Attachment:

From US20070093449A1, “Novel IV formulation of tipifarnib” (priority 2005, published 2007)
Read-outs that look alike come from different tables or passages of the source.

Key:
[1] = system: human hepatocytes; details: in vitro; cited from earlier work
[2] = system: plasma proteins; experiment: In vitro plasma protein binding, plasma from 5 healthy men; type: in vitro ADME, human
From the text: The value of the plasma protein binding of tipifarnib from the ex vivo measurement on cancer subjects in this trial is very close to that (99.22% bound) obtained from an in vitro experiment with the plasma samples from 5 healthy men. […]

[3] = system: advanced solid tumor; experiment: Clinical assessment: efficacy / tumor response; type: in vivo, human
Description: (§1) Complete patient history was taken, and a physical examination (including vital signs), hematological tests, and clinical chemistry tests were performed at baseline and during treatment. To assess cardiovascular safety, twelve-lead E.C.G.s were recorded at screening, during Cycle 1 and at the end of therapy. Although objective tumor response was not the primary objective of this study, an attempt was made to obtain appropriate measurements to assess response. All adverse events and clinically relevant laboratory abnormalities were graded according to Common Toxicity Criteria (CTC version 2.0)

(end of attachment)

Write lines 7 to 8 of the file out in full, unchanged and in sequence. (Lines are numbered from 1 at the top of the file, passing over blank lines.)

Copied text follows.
[3] = system: advanced solid tumor; experiment: Clinical assessment: efficacy / tumor response; type: in vivo, human
Description: (§1) Complete patient history was taken, and a physical examination (including vital signs), hematological tests, and clinical chemistry tests were performed at baseline and during treatment. To assess cardiovascular safety, twelve-lead E.C.G.s were recorded at screening, during Cycle 1 and at the end of therapy. Although objective tumor response was not the primary objective of this study, an attempt was made to obtain appropriate measurements to assess response. All adverse events and clinically relevant laboratory abnormalities were graded according to Common Toxicity Criteria (CTC version 2.0)